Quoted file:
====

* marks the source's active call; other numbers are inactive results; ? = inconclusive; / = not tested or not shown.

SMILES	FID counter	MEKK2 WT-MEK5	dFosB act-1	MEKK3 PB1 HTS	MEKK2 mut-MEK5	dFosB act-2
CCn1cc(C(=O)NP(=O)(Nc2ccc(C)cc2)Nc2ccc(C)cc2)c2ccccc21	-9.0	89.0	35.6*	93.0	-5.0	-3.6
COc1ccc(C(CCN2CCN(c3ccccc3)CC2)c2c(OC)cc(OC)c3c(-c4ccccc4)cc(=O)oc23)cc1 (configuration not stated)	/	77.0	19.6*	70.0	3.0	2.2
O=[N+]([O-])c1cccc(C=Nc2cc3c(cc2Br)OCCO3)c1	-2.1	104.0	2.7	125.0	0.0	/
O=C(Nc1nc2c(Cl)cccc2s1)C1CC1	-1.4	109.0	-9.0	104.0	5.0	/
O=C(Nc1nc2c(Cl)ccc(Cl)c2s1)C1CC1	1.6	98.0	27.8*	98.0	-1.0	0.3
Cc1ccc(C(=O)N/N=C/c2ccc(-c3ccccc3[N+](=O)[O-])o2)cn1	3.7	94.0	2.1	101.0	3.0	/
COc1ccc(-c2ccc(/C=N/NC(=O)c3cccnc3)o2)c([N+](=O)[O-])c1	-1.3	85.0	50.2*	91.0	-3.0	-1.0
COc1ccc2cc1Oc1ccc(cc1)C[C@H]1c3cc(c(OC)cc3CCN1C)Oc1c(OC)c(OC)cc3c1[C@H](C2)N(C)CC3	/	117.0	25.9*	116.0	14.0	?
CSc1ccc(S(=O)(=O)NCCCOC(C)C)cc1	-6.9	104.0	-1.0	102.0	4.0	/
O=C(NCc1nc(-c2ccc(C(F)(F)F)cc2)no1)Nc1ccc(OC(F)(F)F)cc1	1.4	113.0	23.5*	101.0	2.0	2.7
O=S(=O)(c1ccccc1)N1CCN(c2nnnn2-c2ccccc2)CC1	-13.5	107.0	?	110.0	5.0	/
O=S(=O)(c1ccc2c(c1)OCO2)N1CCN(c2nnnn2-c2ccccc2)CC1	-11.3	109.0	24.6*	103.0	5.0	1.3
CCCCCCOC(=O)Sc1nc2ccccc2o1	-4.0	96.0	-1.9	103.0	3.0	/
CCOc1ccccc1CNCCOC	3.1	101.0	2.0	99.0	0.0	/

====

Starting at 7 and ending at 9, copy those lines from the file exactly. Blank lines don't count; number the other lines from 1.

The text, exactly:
O=C(Nc1nc2c(Cl)ccc(Cl)c2s1)C1CC1	1.6	98.0	27.8*	98.0	-1.0	0.3
Cc1ccc(C(=O)N/N=C/c2ccc(-c3ccccc3[N+](=O)[O-])o2)cn1	3.7	94.0	2.1	101.0	3.0	/
COc1ccc(-c2ccc(/C=N/NC(=O)c3cccnc3)o2)c([N+](=O)[O-])c1	-1.3	85.0	50.2*	91.0	-3.0	-1.0